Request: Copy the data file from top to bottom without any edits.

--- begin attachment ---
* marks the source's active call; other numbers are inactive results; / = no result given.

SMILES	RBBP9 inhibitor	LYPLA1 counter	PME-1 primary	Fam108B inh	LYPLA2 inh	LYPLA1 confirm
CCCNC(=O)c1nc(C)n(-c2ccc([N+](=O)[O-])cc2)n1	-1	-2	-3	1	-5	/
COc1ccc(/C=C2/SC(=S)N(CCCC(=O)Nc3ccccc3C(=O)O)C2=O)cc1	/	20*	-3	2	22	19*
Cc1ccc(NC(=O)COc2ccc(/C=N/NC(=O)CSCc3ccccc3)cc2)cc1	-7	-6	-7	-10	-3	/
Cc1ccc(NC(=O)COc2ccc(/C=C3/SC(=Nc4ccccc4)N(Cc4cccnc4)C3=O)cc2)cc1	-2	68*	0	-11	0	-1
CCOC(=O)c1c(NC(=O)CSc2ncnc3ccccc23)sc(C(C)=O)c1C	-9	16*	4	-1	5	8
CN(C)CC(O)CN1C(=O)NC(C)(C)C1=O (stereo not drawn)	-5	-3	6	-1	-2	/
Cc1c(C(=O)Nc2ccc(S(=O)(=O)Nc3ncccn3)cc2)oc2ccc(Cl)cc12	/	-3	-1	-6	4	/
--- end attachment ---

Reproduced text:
* marks the source's active call; other numbers are inactive results; / = no result given.

SMILES	RBBP9 inhibitor	LYPLA1 counter	PME-1 primary	Fam108B inh	LYPLA2 inh	LYPLA1 confirm
CCCNC(=O)c1nc(C)n(-c2ccc([N+](=O)[O-])cc2)n1	-1	-2	-3	1	-5	/
COc1ccc(/C=C2/SC(=S)N(CCCC(=O)Nc3ccccc3C(=O)O)C2=O)cc1	/	20*	-3	2	22	19*
Cc1ccc(NC(=O)COc2ccc(/C=N/NC(=O)CSCc3ccccc3)cc2)cc1	-7	-6	-7	-10	-3	/
Cc1ccc(NC(=O)COc2ccc(/C=C3/SC(=Nc4ccccc4)N(Cc4cccnc4)C3=O)cc2)cc1	-2	68*	0	-11	0	-1
CCOC(=O)c1c(NC(=O)CSc2ncnc3ccccc23)sc(C(C)=O)c1C	-9	16*	4	-1	5	8
CN(C)CC(O)CN1C(=O)NC(C)(C)C1=O (stereo not drawn)	-5	-3	6	-1	-2	/
Cc1c(C(=O)Nc2ccc(S(=O)(=O)Nc3ncccn3)cc2)oc2ccc(Cl)cc12	/	-3	-1	-6	4	/